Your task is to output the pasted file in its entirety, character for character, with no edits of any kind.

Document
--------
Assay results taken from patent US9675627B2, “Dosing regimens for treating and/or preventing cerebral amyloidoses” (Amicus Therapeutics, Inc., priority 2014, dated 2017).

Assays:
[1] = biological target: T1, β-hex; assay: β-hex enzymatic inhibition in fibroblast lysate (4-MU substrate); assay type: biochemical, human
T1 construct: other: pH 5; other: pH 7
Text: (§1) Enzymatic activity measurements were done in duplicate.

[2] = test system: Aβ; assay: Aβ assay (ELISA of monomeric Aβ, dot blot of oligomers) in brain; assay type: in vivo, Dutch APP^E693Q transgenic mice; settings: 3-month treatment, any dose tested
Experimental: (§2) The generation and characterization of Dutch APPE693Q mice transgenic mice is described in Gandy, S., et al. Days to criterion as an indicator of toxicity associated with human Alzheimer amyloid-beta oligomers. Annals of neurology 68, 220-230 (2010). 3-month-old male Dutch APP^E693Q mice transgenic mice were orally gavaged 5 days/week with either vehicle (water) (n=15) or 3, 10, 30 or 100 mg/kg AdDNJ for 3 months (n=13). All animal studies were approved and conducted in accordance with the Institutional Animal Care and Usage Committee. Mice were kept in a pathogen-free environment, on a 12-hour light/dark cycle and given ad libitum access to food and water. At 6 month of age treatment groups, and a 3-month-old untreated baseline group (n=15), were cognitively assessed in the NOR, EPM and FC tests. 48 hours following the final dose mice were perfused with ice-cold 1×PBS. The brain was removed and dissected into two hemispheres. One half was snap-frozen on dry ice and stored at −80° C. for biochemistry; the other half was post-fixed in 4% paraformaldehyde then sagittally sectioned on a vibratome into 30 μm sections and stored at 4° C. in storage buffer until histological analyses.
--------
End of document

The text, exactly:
Assay results taken from patent US9675627B2, “Dosing regimens for treating and/or preventing cerebral amyloidoses” (Amicus Therapeutics, Inc., priority 2014, dated 2017).

Assays:
[1] = biological target: T1, β-hex; assay: β-hex enzymatic inhibition in fibroblast lysate (4-MU substrate); assay type: biochemical, human
T1 construct: other: pH 5; other: pH 7
Text: (§1) Enzymatic activity measurements were done in duplicate.

[2] = test system: Aβ; assay: Aβ assay (ELISA of monomeric Aβ, dot blot of oligomers) in brain; assay type: in vivo, Dutch APP^E693Q transgenic mice; settings: 3-month treatment, any dose tested
Experimental: (§2) The generation and characterization of Dutch APPE693Q mice transgenic mice is described in Gandy, S., et al. Days to criterion as an indicator of toxicity associated with human Alzheimer amyloid-beta oligomers. Annals of neurology 68, 220-230 (2010). 3-month-old male Dutch APP^E693Q mice transgenic mice were orally gavaged 5 days/week with either vehicle (water) (n=15) or 3, 10, 30 or 100 mg/kg AdDNJ for 3 months (n=13). All animal studies were approved and conducted in accordance with the Institutional Animal Care and Usage Committee. Mice were kept in a pathogen-free environment, on a 12-hour light/dark cycle and given ad libitum access to food and water. At 6 month of age treatment groups, and a 3-month-old untreated baseline group (n=15), were cognitively assessed in the NOR, EPM and FC tests. 48 hours following the final dose mice were perfused with ice-cold 1×PBS. The brain was removed and dissected into two hemispheres. One half was snap-frozen on dry ice and stored at −80° C. for biochemistry; the other half was post-fixed in 4% paraformaldehyde then sagittally sectioned on a vibratome into 30 μm sections and stored at 4° C. in storage buffer until histological analyses.